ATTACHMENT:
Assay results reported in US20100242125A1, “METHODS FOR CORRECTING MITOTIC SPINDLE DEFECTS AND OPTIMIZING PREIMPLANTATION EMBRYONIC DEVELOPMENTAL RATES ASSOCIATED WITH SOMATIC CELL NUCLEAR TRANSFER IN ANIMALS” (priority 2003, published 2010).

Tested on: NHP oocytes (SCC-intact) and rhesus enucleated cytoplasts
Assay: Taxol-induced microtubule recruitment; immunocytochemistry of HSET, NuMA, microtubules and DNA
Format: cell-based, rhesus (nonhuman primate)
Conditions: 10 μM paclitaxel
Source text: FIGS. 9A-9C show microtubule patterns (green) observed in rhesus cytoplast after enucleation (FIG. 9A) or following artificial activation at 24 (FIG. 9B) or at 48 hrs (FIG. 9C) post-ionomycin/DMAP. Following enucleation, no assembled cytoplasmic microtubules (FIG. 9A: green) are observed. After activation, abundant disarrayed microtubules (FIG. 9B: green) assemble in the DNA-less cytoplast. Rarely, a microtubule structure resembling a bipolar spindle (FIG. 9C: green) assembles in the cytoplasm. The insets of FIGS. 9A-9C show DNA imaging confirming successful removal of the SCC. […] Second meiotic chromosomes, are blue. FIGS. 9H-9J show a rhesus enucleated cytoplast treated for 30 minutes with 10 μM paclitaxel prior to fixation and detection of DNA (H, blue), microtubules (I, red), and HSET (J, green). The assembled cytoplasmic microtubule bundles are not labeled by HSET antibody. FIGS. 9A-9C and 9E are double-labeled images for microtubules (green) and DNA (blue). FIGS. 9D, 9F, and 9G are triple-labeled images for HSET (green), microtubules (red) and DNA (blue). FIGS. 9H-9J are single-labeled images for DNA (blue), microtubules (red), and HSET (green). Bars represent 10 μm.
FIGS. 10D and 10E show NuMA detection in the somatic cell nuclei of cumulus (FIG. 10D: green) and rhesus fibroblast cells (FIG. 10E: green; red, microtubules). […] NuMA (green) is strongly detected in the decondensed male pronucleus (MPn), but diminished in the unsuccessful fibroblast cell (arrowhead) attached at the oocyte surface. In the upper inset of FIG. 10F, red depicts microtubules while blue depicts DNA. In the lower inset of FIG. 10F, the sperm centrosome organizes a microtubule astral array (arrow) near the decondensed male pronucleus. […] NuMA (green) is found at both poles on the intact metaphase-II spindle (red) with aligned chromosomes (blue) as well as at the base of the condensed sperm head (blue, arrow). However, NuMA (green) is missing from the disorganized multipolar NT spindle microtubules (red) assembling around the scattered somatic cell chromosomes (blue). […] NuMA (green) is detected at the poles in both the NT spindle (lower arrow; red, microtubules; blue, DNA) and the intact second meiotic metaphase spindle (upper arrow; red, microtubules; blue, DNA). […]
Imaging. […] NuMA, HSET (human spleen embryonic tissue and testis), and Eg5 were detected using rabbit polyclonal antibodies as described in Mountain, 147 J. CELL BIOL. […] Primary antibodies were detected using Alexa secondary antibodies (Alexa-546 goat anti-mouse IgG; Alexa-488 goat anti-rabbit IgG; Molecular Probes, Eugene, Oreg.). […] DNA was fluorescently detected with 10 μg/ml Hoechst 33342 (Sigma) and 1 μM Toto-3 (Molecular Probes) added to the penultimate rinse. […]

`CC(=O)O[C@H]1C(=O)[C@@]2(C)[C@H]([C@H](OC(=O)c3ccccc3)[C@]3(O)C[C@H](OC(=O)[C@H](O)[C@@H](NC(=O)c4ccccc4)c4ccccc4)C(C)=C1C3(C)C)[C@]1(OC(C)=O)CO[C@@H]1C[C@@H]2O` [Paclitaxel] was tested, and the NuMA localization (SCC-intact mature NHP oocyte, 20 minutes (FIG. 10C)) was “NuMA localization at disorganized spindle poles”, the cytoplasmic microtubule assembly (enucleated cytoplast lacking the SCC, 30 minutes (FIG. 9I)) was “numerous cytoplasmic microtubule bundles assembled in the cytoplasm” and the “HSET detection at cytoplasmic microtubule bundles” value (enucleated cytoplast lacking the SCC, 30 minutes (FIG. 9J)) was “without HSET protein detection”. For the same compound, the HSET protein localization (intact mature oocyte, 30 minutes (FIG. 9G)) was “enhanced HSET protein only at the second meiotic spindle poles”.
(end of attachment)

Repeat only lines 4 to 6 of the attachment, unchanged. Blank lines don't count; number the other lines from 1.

Format: cell-based, rhesus (nonhuman primate)
Conditions: 10 μM paclitaxel
Source text: FIGS. 9A-9C show microtubule patterns (green) observed in rhesus cytoplast after enucleation (FIG. 9A) or following artificial activation at 24 (FIG. 9B) or at 48 hrs (FIG. 9C) post-ionomycin/DMAP. Following enucleation, no assembled cytoplasmic microtubules (FIG. 9A: green) are observed. After activation, abundant disarrayed microtubules (FIG. 9B: green) assemble in the DNA-less cytoplast. Rarely, a microtubule structure resembling a bipolar spindle (FIG. 9C: green) assembles in the cytoplasm. The insets of FIGS. 9A-9C show DNA imaging confirming successful removal of the SCC. […] Second meiotic chromosomes, are blue. FIGS. 9H-9J show a rhesus enucleated cytoplast treated for 30 minutes with 10 μM paclitaxel prior to fixation and detection of DNA (H, blue), microtubules (I, red), and HSET (J, green). The assembled cytoplasmic microtubule bundles are not labeled by HSET antibody. FIGS. 9A-9C and 9E are double-labeled images for microtubules (green) and DNA (blue). FIGS. 9D, 9F, and 9G are triple-labeled images for HSET (green), microtubules (red) and DNA (blue). FIGS. 9H-9J are single-labeled images for DNA (blue), microtubules (red), and HSET (green). Bars represent 10 μm.